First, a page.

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Militants disguised as cricketers killed five paramilitary police in an ambush in the main city of Indian Kashmir on Wednesday, officials said, in the deadliest attack for nearly five years.
Two gunmen from the local pro-Pakistan Hizbul Mujahideen, which claimed the attack, were shot dead after the assault on a police compound housing a barracks, school and playing field, the officials said.
A senior police officer said the extremists from Kashmir's biggest rebel group pretended to be joining children for a game of cricket before taking out automatic weapons from a bag and throwing a grenade.
"They came into the compound carrying cricket gear in which they hid their weapons. We recovered weapons and grenades from their bags later," Sudhir Kumar, the Central Reserve Police Force (CRPF) spokesman, told AFP.
Four civilians and four CRPF soldiers were injured in the attack, said police.
The Kashmir News Service, a Srinagar news agency, reported it received a call from a Hizbul Mujahideen spokesman who claimed the "guerrilla attack" and warned that more would follow.
Indian Home Secretary R.K. Singh said in New Delhi the dead gunmen appeared "not local but from across the border" in Pakistan and added two other militants who were not involved in the attack might still be at large in Srinagar.
Wednesday's deaths marked the deadliest single day for Indian security forces since July 2008 when a landmine killed nine soldiers on a bus on the outskirts of Srinagar.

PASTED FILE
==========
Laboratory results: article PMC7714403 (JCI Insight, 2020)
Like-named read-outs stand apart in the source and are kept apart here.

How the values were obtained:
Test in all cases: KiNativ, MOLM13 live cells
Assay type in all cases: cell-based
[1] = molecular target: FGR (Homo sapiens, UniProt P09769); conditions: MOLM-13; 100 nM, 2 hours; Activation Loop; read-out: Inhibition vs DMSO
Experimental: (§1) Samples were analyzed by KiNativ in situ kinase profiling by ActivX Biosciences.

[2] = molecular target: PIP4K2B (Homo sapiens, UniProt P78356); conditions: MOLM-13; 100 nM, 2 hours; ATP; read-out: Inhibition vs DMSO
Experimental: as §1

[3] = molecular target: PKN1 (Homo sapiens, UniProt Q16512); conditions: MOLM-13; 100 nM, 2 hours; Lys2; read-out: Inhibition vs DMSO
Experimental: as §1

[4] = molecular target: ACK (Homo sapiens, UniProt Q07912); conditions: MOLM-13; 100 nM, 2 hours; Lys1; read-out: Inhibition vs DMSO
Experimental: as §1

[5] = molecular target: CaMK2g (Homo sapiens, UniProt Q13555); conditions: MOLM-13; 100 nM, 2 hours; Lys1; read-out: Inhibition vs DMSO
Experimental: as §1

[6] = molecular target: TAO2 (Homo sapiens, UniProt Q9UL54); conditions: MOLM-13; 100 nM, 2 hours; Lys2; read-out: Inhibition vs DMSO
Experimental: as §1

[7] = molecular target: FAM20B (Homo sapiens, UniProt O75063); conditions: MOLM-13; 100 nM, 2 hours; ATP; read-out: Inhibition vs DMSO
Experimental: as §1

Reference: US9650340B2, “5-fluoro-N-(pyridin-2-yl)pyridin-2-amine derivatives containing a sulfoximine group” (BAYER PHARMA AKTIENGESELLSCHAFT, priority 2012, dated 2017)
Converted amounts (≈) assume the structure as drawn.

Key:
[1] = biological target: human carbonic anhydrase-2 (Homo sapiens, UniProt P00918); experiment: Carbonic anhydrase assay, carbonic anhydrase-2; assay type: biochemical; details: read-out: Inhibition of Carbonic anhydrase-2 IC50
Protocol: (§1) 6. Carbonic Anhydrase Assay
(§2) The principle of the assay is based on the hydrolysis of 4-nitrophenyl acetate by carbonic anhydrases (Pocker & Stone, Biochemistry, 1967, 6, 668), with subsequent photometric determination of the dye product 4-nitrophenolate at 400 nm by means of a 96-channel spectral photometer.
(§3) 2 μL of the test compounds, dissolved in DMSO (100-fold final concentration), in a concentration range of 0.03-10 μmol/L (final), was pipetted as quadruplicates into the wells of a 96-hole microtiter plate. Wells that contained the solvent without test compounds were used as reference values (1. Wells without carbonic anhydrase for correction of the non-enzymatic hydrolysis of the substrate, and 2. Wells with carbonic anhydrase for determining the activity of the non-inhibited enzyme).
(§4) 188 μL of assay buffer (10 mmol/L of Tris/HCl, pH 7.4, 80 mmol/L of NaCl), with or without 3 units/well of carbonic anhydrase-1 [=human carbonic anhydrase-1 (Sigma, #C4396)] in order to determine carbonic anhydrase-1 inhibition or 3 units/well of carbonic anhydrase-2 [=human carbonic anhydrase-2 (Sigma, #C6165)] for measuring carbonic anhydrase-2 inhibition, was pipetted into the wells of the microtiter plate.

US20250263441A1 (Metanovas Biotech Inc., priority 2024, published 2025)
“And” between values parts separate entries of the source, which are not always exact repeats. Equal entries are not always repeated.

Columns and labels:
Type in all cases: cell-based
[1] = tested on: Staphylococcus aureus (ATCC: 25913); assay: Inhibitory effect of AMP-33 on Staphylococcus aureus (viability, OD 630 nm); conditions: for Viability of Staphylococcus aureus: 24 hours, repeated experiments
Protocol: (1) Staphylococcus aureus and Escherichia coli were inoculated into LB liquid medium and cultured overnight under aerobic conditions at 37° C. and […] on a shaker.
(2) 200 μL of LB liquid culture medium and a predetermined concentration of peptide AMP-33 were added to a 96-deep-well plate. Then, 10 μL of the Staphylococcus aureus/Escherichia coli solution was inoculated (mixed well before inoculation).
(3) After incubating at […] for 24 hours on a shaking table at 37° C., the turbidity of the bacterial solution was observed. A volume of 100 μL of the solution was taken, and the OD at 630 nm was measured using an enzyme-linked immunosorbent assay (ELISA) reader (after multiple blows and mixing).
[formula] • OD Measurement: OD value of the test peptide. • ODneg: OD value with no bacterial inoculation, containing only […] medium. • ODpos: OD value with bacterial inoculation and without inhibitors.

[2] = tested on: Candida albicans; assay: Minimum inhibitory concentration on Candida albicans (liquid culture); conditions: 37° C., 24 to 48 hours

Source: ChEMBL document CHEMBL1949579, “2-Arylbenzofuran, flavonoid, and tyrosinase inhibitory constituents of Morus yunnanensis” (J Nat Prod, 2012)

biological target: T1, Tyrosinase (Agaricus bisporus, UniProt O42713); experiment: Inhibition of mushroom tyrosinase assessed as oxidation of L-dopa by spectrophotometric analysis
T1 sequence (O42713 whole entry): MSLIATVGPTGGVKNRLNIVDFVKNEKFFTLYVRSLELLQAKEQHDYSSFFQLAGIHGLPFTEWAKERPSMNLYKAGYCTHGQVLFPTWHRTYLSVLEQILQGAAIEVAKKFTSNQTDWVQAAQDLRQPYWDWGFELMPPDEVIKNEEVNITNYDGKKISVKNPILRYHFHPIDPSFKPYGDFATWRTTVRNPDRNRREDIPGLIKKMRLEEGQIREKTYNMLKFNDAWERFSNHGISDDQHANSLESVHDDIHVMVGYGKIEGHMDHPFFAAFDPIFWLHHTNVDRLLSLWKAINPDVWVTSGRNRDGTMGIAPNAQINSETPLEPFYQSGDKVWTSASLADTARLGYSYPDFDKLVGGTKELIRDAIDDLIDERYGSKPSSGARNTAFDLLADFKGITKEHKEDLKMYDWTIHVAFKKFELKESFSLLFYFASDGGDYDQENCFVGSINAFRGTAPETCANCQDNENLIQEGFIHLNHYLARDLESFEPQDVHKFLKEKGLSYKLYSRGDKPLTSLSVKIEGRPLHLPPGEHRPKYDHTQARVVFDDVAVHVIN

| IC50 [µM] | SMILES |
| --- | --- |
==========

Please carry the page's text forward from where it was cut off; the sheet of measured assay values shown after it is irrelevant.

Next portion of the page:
The attack comes as a 23-year anti-India insurgency has been on the wane.
Violence across the region has been at its lowest since the revolt began in 1989, boosting the vital tourism industry in the scenic Himalayan region.
But tensions have mounted since the execution last month of a Kashmiri separatist over a deadly 2001 attack on the national parliament in New Delhi.
Mohammed Afzal Guru was convicted over the attack, but he retained wide support in Muslim-majority Kashmir where many said he had not got a fair trial.
Much of Kashmir, which is divided between nuclear-armed rivals India and Pakistan but claimed in full by both, has since been under repeated curfews while protests and strikes have disrupted daily life.
Police said a 24-year-old man, Altaf Ahmed Wani, was shot dead on Wednesday by paramilitary forces when they opened fire to stop people hurling stones at their armoured vehicle.
But several bystanders who said they witnessed the killing contested the account and said Wani was shot dead as he crossed a road and there was no stone-throwing.
Kashmir Chief Minister Omar Abdullah argued recently the national government should abolish emergency laws giving federal security forces in Kashmir legal impunity to shoot-to-kill.
The militant attack could undermine his campaign, which Abdullah sees as necessary to defuse resentment over alleged human rights abuses by the hundreds of thousands of troops in the region.
More than 47,000 people have died in the fighting by an official count while rights groups estimate up to 70,000 have lost their lives.
The Hizbul Mujahideen is fighting for the transfer of Indian Kashmir to Pakistan.
Violence in the region has its roots in the subcontinent's partition in 1947 when the Hindu leader of Kashmir opted for his mostly Muslim subjects to join secular India instead of the Islamic Republic of Pakistan.
The region is now split between the two countries along a UN-monitored line of control, but both claim it in full and have fought two wars over its control.
The last major rebel attack in Srinagar was in January 2010 when two militants from another pro-Pakistan militant group opened fire and took refuge in a hotel. Both were killed as were a policeman and a bystander.
Last October, gunmen opened fired on a popular hotel, killing a bellboy.
In May 2004, 28 Indian troopers and their relatives were killed in a blast carried out by Hizbul militants in southern Kashmir.